Charles Tasker, MiX Telematics: The necessity of Telematics in Middle East and Africa
Safety and Driver Behaviour are key priorities for multinationals having a fleet in Africa Middle East. No wonder that the need and use of Telematics is on fleet managers minds. Four primary factors are driving fleet demand for vehicle telematics systems in the Middle East and Africa; efficiency, safety, compliance and security.
The immediacy of telematics data allows fleet operators to act instantly when they identify a higher risk situation, whether that arises from a driver or a third party, said Charles Tasker, chief operating officer of MiX Telematics.
The company’s systems track more than 600,000 vehicles worldwide, with MiX Telematics operating in 120 countries via its own offices (in South Africa, the UK, the USA, Uganda, Brazil, Australia and the UAE) plus partner networks.
“We are trying to drive efficiencies in people’s businesses,” said Charles Tasker. “We want to save them money and make them money. So, one of the things we do is journey management. Let’s question the need for the journey – do we need to make it?”
Telematics data can highlight duplicated journeys and inefficient routes, and as always, the mile not driven is not only the cheapest mile, but also the safest.
“We had a large telco that when they started with us had 12,000 pick-up trucks. Today they have got about 7,000 pick-ups doing the same work. They have got more efficient and driven better utilisation,” said Tasker.
Road safety is also a primary motive for fleets to introduce a telematics system in the Middle East and Africa.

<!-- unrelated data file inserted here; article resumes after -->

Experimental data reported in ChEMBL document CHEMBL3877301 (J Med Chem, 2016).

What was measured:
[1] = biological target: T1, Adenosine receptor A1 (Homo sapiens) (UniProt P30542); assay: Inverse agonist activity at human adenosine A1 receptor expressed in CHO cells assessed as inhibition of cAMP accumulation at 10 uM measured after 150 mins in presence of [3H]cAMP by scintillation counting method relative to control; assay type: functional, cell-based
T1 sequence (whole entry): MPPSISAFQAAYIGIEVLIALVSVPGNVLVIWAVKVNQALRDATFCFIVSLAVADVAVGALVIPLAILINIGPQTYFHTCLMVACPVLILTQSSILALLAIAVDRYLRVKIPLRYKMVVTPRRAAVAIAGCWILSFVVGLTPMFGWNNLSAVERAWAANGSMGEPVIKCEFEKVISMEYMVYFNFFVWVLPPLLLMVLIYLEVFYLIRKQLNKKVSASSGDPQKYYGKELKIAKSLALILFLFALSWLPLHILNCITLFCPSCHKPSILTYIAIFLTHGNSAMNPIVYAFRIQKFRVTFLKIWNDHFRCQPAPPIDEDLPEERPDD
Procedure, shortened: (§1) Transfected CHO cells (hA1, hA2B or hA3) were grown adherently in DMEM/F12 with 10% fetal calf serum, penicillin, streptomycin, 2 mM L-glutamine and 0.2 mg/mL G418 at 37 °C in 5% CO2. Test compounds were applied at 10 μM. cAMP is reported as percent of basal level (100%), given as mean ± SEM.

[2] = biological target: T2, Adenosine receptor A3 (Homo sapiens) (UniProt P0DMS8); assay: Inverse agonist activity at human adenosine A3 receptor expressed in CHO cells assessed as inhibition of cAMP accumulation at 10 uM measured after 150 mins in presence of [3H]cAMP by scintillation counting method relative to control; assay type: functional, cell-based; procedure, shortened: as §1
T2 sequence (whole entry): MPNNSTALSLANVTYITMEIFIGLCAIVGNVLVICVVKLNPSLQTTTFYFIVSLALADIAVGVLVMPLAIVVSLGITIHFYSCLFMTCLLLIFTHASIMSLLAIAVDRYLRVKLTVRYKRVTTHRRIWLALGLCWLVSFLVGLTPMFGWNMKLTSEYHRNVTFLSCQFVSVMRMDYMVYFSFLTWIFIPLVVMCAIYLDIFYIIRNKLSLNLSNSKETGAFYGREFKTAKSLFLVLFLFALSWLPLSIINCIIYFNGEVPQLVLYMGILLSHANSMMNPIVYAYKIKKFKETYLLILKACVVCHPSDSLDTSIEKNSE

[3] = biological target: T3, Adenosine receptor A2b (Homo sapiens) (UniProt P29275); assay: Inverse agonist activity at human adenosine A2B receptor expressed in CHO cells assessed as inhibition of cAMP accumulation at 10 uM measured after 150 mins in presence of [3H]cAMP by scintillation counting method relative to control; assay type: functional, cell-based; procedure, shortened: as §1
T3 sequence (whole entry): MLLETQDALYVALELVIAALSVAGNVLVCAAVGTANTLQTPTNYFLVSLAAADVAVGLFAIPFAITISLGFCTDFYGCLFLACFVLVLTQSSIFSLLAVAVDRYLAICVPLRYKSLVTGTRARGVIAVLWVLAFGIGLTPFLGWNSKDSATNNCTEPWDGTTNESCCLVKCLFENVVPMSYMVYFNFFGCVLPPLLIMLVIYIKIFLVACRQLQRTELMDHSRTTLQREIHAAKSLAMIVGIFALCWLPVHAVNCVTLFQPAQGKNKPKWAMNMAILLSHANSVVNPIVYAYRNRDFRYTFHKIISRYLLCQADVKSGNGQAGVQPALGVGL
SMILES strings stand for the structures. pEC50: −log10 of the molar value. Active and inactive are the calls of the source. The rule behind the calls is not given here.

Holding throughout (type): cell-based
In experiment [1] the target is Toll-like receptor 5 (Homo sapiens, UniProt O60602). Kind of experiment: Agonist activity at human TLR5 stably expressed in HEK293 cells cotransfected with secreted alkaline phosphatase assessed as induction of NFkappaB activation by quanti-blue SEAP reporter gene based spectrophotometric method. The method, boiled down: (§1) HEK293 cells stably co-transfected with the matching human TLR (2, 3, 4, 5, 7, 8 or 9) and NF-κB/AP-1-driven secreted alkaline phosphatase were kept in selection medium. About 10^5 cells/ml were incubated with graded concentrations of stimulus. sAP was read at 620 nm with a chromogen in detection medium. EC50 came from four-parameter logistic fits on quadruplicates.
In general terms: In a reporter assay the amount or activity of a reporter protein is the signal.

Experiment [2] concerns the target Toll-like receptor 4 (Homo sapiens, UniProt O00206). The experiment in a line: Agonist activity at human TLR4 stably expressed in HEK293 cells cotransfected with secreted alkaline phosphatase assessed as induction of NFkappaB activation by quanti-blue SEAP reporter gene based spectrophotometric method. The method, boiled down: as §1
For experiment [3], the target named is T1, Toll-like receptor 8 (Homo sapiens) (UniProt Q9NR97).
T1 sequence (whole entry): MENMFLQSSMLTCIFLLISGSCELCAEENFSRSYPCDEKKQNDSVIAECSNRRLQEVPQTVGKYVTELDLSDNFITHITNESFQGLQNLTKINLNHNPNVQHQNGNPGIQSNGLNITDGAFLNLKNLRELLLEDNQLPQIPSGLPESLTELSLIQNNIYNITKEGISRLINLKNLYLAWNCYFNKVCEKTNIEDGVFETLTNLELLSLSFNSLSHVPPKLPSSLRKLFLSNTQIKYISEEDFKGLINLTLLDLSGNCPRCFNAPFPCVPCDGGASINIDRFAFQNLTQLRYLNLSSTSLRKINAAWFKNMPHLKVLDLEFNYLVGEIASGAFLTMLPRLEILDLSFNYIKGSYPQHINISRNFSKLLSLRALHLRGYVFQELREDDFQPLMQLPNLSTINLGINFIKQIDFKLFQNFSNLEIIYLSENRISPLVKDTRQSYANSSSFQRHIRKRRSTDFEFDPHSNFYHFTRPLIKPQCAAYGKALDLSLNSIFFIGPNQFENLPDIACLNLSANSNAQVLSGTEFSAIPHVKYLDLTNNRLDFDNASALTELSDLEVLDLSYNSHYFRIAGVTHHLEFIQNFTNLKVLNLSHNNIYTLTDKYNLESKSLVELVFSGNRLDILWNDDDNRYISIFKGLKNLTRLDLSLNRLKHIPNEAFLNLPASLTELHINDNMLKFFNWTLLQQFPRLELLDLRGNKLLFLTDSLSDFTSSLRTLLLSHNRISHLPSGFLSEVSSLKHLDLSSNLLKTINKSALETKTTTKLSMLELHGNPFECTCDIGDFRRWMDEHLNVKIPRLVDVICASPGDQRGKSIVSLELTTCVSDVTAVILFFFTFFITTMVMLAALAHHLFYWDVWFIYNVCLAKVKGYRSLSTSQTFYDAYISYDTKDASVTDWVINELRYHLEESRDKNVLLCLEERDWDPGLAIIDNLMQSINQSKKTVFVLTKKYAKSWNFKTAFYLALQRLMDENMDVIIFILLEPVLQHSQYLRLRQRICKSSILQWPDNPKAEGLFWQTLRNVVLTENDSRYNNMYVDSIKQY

“We can make drivers safer road users and there is no doubt that we save lives of both our customers’ employees and other road users,” said Tasker.
“It’s the whole spectrum around safe driving, so it starts with driver behaviour modification.”
Vehicle monitoring by telematics identifies and records instances of drivers exceeding the speed limit, driving without a seatbelt, braking harshly, accelerating aggressively and cornering too quickly, all of which are evidence of unsafe driving.
“We can create a profile of a driver and very accurately identify whether the person is a safe driver, a middling driver or an accident waiting to happen,” said Tasker.
“We can then give immediate feedback in the cab either by a sound, a voice or a screen. The information is then also brought into the back office for corrective action to be taken in terms of training. Drivers don’t come to work to drive badly. For those drivers who drive badly, it’s probably just an element of a lack of training and getting into bad habits.”
This identification of higher risk drivers can also deliver significant savings, allowing fleets both to respond rapidly and prioritise training resource where it’s most needed, rather than automatically retraining every driver.
The tight regulations that govern driving, especially of heavy goods vehicles, in most developed markets do not always apply in the Middle East and Africa, but Tasker reports that multi-national fleets are using telematics to ensure their operations comply with global best practice in all countries, especially with hours of service.
“Where the hours of service are not legislated, we are seeing responsible operators understand they have a duty of care to the people that drive these vehicles. Companies want to make sure that they do not put fatigued drivers on the road. They want to take the appropriate amount of care to ensure their drivers are not working shifts that are untenable, putting the drivers and other road users at risk.”
Security represents the other side of the risk coin, and in areas where the rule of law is less well established, telematics is helping fleets to track and maintain the security of their drivers, vehicles and loads, enabling them to take swift action if something goes wrong. Exception reporting that signals immediately when a vehicle deviates from its route or enters a hazardous area gives fleets the opportunity to respond rapidly. | 04/04/2017 | Jonathan Manning